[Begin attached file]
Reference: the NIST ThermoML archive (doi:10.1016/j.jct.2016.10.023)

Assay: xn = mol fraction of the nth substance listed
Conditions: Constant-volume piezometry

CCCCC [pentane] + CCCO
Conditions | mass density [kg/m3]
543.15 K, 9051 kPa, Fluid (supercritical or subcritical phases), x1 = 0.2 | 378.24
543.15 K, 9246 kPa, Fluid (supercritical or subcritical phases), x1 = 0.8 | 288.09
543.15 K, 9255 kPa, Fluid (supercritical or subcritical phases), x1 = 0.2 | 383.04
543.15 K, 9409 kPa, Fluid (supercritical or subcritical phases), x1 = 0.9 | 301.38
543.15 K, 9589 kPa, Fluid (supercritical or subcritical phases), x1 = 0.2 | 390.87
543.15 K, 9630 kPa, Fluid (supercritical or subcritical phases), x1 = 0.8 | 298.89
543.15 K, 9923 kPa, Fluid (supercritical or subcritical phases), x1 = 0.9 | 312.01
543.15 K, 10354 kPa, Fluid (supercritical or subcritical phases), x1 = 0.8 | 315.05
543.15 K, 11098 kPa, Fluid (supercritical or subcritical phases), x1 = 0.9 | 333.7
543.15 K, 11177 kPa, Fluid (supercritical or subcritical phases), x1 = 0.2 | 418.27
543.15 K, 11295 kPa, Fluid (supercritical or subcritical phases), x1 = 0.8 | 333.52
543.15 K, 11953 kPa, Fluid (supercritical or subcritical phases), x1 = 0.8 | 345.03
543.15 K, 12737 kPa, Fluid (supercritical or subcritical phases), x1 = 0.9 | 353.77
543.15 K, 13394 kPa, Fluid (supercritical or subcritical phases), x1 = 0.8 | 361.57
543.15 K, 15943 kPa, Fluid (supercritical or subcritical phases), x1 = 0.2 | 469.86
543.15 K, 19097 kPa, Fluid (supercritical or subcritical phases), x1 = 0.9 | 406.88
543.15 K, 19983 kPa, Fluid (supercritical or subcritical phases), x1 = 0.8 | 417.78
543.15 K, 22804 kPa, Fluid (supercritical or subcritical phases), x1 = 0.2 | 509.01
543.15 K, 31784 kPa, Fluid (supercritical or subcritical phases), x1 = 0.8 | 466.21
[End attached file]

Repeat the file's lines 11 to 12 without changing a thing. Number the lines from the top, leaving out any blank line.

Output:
543.15 K, 9630 kPa, Fluid (supercritical or subcritical phases), x1 = 0.8 | 298.89
543.15 K, 9923 kPa, Fluid (supercritical or subcritical phases), x1 = 0.9 | 312.01